Just to show it’s not all about me, I thought I’d feature an interview with my friend and colleague, Jim Genia. Jim is one of the most respected mixed martial arts journalists out there and the author of the book Raw Combat: The Underground World of Mixed Martial Arts, which TV producers are now attempting to turn into a series. Go check out his book or stop by his blog, which is linked under the blogroll to the right.
MJ: How’d you get interested in writing? Was this something you always wanted to do or did it grow out of your interest in mixed martial arts?
JG: I was always interested in writing, even as a child. However, it wasn’t until law school, that I realized how much I wanted writing in my life.
MJ: When did you first become interested in MMA? What was it that drew you to the sport? Were you a martial arts practitioner before this?
JG: I was a judo and karate dude ever since college, but when the first UFC aired, I was enthralled by the sport. MMA, it seemed, held the answers to the questions I’d been trying to answer in my martial arts training – namely, “What works?” and “Should I eventually study sumo?”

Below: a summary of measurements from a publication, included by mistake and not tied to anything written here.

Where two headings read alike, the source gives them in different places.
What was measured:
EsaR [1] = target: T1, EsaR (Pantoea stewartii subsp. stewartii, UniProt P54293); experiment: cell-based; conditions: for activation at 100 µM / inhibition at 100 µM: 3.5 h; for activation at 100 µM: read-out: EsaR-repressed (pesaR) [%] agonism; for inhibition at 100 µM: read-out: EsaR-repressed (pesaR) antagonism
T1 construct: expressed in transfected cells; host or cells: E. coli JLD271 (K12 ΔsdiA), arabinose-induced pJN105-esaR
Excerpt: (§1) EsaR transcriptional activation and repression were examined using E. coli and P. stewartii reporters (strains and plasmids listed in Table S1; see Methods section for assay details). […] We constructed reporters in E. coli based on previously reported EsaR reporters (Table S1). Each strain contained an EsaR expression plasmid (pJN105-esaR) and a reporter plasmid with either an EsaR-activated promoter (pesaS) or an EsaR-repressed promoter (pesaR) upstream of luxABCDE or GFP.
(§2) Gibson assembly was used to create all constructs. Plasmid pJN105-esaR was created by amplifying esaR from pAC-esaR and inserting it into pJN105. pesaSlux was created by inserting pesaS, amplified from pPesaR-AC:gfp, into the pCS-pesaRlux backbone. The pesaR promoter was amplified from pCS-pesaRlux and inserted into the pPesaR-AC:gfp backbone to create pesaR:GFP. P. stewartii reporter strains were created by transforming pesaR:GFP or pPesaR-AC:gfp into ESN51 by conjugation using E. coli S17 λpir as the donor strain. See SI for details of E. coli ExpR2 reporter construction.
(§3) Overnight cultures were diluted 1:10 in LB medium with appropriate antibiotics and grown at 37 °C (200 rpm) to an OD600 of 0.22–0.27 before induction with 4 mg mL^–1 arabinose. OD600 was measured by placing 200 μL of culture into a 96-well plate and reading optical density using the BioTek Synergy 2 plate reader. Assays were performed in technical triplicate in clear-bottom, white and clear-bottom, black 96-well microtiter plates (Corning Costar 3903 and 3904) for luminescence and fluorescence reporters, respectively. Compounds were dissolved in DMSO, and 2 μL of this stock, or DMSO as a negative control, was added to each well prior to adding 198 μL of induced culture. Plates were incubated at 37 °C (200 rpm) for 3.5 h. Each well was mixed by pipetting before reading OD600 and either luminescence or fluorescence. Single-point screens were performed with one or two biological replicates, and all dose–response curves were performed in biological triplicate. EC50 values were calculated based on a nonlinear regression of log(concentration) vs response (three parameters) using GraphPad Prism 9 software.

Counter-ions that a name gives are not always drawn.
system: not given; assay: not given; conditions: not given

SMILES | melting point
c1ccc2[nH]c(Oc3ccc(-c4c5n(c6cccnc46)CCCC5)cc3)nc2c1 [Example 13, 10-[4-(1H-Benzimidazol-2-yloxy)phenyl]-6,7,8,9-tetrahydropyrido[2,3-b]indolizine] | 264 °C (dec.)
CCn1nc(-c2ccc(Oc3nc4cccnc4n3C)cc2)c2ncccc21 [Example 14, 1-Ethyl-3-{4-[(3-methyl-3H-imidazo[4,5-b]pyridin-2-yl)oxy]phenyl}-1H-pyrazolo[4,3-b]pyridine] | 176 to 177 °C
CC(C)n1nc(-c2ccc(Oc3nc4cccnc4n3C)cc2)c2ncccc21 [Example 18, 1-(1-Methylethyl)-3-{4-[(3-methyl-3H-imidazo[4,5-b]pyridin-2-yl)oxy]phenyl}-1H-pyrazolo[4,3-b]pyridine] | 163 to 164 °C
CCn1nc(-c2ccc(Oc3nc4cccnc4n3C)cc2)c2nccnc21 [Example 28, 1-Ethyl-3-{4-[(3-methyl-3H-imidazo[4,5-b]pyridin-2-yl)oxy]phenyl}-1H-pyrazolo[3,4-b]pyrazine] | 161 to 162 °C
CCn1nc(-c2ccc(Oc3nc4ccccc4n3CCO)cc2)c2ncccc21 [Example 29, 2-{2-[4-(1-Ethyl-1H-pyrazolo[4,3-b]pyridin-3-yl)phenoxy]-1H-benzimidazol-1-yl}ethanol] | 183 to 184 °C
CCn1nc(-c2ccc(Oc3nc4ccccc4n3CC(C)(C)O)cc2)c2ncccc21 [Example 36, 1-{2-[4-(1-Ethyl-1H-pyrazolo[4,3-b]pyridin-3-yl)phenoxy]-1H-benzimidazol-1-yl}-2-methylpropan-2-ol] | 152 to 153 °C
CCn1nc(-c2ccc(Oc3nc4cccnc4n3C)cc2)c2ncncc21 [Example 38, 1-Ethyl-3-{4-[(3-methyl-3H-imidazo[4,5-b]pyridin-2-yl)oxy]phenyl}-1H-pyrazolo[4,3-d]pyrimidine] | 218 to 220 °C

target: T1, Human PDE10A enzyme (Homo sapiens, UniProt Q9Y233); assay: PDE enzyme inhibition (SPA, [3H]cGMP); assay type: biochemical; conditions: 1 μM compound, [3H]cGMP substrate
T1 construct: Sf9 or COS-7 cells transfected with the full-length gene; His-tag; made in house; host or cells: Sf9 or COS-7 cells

MJ: How did you first get involved in writing about MMA? What were some of the important things you learned about both writing and MMA that helped you as you became more involved in MMA journalism?
JG: I first got involved with writing about MMA when I started writing for Full Contact Fighter. The most important thing I learned in my years with the publication – and the thing that helped me the most in both in terms of writing and the sport – is that I should be having fun with it. Always.
MJ: Who are some of the bigger media outlets you’ve written for over the years?
JG: I’ve written for FCF, Newsday, the New York Press, VICE… a ton of places.
MJ: What are some of the more interesting or bizarre things you’ve seen in your time covering MMA?
JG: Just about every underground show I go to has something interesting and bizarre – whether it’s because a particular fighter is a stone-cold lunatic or because maybe a group of thugs will try to bumrush the show, there’s never a dull moment.
MJ: What is the best thing about being an MMA writer? What is the most difficult thing?
JG: The best thing about being an MMA writer is getting to know a ton of great people. The most difficult thing is watching them fail, and having to write about it.
MJ: Who were some of your favorite fighters that you’ve covered over the years and what stands out about them?
JG: Kevin Roddy, a local lightweight/featherweight in New Jersey, and one of the nicest, coolest, friendliest guys in the sport. Over the years, you develop relationships with these fighters – especially since you see them fight for the first time and every time after that when they’re working their way up. Anyway, Kevin always brings it and tries his hardest, and though he doesn’t always come out on top, he’s able to laugh and joke about whatever happened in the fight afterwards. Some people can’t do that, maybe ego gets in the way or maybe they’re just really shaken on the inside, but with Kevin… that’s pure love of the sport right there. Love of the sport. Kevin gets it. For that, he stands out.